Blog: Funding

The recent firing of FBI Deputy Director Andrew McCabe prompted a political firestorm. In addition to the posturing and prognosticating, many observers were outraged that he was fired just hours before he could retire with full pension benefits. The concept of suddenly losing your retirement savings is understandably alarming to most Americans. If nothing else, the McCabe example is a good reminder that at-will employment and back-end “guaranteed” benefit systems are not always a sure thing.  For that reason, the McCabe story draws many parallels to the problems with current teacher retirement benefits.

Let’s first discuss the real consequences of McCabe’s firing on his pension. Then, tackle how the worry over his financial future is more aptly applied to teachers and their pension benefits.

McCabe was fired right before his 50th birthday. The timing is significant because under the Federal Employees Retirement System (FERS), law enforcement officials qualify for early retirement with full-benefits at age 50 if they have at least 20 years of service. Other federal employees who do not work in law enforcement, say at the U.S. Department of Education, aren’t eligible for this deal.

So, McCabe’s pension hasn’t been emptied out. But that isn’t to say it hasn’t been negatively affected. McCabe won’t qualify for full benefits for another 7 years, his multiplier will get bumped down, and he lost post-employment health coverage. In the end, this adds up to a considerable financial loss. According to an analysis from the Urban Institute, McCabe lost over $1 million in total pension wealth, amounting to around three-quarters of its total value.

Some have argued that it’s not worth shedding tears over McCabe’s predicament (at least in terms of his retirement), since federal pensions are generous. I’m not particularly interested in litigating how much financial loss is worthy of sympathy. However, it is fair to say that in the end McCabe still will receive a pension. And in the meantime, he likely will be able to find gainful employment elsewhere, retire again, and collect Social Security.

In some ways, McCabe is more fortunate than most teachers.

Defined benefit pension plans play multiple roles, and we have to clearly distinguish those roles in order to consider possible alternatives.
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Desperate times call for desperate measures, or so the saying goes. Staring down a financial crisis, Illinois is considering a fiscal Hail Mary: a massive fire sale on public debt. While Illinois’s finances certainly are in real trouble, issuing the largest public bond in history may do more harm than good. Here are 5 issues to consider.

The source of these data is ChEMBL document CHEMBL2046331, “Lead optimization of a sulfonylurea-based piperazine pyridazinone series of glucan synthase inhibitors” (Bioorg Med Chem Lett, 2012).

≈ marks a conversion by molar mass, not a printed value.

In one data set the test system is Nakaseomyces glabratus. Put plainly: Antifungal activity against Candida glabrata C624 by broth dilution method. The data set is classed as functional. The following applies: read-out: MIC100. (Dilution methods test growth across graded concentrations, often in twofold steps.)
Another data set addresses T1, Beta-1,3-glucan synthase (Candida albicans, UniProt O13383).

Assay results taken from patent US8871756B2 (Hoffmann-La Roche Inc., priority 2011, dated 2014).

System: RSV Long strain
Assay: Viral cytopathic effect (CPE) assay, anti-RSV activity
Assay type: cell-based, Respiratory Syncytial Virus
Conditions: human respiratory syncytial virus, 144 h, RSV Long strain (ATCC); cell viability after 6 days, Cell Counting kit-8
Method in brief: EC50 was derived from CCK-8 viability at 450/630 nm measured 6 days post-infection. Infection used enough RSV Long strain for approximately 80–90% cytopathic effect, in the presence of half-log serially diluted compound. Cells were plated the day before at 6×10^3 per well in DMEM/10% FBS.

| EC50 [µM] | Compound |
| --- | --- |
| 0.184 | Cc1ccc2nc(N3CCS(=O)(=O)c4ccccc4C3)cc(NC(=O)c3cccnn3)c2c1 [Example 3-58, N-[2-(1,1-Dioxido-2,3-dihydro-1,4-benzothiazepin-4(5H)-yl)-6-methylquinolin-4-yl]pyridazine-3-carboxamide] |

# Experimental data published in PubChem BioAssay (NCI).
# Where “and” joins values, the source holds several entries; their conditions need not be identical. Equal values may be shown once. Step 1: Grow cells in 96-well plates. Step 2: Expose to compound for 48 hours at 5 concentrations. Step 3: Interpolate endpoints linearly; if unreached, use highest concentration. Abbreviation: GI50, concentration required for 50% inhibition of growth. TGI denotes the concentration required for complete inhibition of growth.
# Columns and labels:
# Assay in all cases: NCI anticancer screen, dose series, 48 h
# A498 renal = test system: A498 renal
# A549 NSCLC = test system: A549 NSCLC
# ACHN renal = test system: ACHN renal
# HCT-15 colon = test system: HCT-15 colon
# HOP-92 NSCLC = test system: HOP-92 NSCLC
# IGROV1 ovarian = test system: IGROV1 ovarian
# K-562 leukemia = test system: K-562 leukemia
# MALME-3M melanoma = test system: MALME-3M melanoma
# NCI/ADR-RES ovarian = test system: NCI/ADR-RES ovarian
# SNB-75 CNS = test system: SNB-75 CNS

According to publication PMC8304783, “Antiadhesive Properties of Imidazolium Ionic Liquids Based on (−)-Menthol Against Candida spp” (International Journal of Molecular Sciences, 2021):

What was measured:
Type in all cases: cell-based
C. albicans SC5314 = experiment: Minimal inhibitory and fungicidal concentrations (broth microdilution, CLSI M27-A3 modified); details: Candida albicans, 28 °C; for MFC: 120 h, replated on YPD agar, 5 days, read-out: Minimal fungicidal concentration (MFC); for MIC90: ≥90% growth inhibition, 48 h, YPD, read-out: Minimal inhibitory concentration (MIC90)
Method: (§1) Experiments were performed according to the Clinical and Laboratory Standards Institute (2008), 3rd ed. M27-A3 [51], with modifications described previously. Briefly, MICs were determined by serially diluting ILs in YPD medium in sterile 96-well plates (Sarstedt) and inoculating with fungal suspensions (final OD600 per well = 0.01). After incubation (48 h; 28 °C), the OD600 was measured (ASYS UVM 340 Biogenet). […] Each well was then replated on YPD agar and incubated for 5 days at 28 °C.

People may assume that an "expensive" retirement must obviously translate into one that's also "generous" for workers. But that's not the way teacher pension plans work.

This afternoon, I spotted a tweet from a San Diego parent: 

There's something particularly wrenching about being asked what services should be cut at your kid's school to pay for increased employee pension & healthcare costs, when most working parents don't have pensions. https://t.co/Vs6uMojuSt cc @sdschools

— Ashley Lewis (@AshleyJPL) January 12, 2018

 

I followed the link to the survey, and a message from the San Diego Unified School District said it was seeking input on how to resolve a growing budget shortfall due to "increases in costs outside of the district’s immediate control, such as healthcare costs, utilities expenses, and state retirement contributions that are all expected to rise for the foreseeable future." 

In the pension world we call this "crowd out." Benefit costs are slowly crowding out the discretionary money available for states, districts, and schools to spend on other priorities. San Diego is now seeking input on what to prioritize in its cuts. Here's it's proposed list: 

Passive investing approaches could provide teacher pension plans with higher returns, lower fees, and fewer political pitfalls.